In 2013, we appeared before the Social Security Subcommittee to outline a series of planned initiatives intended to improve the administration of the representative payee program. Since that time, we have completed a number of these initiatives, such as:

Nationwide Implementation of the Criminal Bar Policy (February 2014)

This policy allows us to exclude representative payee applicants who have committed certain serious crimes from serving as representative payees. This policy helps us protect vulnerable beneficiaries from potential misuse of benefits. The twelve barred crimes are:

o Human Trafficking
o False Imprisonment
o Kidnapping
o Rape and Sexual Assault
o First-Degree Homicide
o Robbery
o Fraud to Obtain Access to Government Assistance
o Fraud by Scheme
o Theft of Government Funds/Property
o Abuse or Neglect
o Forgery
o Identity Theft or Identity Fraud

Sharing of Misuse Data with the VA (June 2015)

We developed an improved business process for sharing misuse information with the Department of Veterans Affairs (VA). Our new process provides detailed guidance on when and how misuse information should be shared, and ensures proper transmission of data. Both agencies act upon the shared information to initiate misuse investigations and possible changes in payees or fiduciaries.

Launching of Web-Based Electronic Representative Payee System (eRPS) for Representative Payee Applications (April 2016)

This effort modernized the representative payee computer system, which our employees use to take and process applications from individuals who want to serve as a representative payee. The new web-based application is easier to navigate and helps to ensure policy compliance. Prior to implementing eRPS, applications were taken through an older computer system, or through paper forms. The web-based application includes more search features and selection alerts, which enhance our ability to investigate representative payee applicants. The new selection alerts highlight specific problems, such as poor representative payee performance or pending misuse allegations, thereby providing our employees with valuable information about a representative payee’s suitability. We have numerous enhancements planned for this system, including a requirement to have employees thoroughly document capability determinations. We plan to implement this last enhancement in 2017.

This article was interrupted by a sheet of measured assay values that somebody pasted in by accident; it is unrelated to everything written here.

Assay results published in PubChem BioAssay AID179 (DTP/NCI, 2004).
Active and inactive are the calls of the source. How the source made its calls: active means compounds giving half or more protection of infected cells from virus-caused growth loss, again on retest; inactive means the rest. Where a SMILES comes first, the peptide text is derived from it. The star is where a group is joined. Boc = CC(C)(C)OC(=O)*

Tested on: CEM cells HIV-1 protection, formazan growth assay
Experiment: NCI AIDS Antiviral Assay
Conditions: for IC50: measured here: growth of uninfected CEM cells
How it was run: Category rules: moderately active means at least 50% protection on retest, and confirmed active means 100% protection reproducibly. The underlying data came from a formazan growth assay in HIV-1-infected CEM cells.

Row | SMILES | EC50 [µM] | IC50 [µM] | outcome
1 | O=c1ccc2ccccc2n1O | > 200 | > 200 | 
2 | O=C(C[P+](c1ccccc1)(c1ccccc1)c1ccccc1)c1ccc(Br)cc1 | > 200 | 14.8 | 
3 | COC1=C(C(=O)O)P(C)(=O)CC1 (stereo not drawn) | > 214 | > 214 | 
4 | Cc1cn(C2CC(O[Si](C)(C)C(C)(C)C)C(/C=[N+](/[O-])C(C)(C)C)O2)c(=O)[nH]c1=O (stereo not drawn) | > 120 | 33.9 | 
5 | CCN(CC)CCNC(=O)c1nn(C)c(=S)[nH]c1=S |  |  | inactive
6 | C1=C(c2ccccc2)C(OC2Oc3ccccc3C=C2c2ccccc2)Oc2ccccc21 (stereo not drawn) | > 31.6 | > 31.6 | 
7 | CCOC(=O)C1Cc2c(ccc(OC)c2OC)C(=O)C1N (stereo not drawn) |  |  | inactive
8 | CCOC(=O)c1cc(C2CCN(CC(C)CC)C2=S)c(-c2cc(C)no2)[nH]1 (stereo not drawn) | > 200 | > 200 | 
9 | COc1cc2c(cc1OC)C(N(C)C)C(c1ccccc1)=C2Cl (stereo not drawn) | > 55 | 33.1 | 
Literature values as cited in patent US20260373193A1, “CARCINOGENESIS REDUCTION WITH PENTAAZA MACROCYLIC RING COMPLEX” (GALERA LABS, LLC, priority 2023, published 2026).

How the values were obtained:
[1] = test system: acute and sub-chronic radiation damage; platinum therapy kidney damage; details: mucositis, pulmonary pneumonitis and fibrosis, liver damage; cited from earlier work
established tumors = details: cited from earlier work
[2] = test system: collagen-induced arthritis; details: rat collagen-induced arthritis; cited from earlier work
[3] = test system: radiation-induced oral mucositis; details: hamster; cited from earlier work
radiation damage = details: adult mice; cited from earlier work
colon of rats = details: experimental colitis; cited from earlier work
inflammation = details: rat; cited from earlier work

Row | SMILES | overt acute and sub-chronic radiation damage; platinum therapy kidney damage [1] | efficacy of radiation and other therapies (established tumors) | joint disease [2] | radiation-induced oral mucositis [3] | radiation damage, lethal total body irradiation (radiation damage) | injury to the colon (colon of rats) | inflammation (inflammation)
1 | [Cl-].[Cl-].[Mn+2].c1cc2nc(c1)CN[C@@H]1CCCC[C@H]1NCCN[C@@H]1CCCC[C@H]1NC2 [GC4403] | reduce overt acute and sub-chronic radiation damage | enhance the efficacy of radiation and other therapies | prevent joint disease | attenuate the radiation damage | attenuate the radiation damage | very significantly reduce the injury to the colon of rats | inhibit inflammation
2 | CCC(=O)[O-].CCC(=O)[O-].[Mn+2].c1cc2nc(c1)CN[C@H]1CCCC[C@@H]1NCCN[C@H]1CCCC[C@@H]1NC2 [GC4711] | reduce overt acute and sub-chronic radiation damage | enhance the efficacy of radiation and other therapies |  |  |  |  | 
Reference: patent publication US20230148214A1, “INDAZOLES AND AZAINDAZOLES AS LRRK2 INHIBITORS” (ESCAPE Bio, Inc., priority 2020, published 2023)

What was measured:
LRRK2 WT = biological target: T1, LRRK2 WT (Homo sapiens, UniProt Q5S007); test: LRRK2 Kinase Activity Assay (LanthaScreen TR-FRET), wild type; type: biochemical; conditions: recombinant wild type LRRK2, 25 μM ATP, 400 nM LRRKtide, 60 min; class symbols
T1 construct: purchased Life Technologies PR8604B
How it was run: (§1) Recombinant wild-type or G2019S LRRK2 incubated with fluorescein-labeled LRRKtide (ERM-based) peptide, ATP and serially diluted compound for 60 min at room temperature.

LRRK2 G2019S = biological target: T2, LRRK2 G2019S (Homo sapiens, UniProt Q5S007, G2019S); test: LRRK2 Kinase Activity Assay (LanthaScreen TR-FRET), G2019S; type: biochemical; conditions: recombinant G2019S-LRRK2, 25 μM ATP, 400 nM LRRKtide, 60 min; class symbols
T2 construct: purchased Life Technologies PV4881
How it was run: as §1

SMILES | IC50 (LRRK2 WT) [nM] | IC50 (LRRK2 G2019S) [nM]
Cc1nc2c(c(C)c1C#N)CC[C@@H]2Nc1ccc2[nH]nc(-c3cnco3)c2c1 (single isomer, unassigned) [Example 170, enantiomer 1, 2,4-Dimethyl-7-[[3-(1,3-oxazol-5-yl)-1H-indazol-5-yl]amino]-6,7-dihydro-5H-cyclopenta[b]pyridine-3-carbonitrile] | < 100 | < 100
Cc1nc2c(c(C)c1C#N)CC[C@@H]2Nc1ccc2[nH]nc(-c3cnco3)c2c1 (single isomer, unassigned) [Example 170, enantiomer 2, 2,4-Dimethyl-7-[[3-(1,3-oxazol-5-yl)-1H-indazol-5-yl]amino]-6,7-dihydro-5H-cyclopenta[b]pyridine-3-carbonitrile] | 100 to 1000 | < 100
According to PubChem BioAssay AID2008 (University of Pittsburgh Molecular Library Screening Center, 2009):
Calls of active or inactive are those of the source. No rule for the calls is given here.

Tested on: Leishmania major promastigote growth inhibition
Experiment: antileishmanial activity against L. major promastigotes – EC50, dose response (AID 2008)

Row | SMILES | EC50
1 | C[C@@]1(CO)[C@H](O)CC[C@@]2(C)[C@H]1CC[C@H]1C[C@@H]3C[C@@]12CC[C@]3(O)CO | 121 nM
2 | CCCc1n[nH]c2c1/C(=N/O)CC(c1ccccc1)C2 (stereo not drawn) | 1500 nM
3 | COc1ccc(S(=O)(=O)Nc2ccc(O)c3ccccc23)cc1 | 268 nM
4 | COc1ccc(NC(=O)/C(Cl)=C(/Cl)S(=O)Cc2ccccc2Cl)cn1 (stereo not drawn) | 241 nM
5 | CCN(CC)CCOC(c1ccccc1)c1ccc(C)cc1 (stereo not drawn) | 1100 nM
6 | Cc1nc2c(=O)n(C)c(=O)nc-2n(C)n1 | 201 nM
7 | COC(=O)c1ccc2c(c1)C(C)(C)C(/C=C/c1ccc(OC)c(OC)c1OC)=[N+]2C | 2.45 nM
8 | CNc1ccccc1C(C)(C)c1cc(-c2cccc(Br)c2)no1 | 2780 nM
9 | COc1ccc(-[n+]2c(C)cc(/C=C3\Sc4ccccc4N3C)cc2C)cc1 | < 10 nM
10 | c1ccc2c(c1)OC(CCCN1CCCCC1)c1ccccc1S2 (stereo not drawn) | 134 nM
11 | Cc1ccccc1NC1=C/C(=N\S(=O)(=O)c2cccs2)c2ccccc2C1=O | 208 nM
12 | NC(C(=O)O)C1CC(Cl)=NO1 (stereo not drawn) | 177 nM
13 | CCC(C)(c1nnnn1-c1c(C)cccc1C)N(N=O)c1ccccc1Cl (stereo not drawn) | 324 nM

Improvements to Capability Policy (January 2017)

We commissioned the National Academy of Medicine (NAM) to explore and make recommendations regarding our capability policy, and they released their report in May 2016. Based on its findings, we published revisions to our capability policy on January 26, 2017. As part of these revisions, we added new questions our technicians should ask a third party when determining a beneficiary’s capability; added comprehensive instructions on documentation in our web-based eRPS system; and streamlined the instructions to improve user understanding. We have scheduled a nationwide video training for field office employees for April 2017.

Site Review Program

The key to our monitoring and oversight of representative payees is our site review program. We recently redesigned and strengthened our program. Before describing those improvements, I will summarize the site review process we used through late 2016.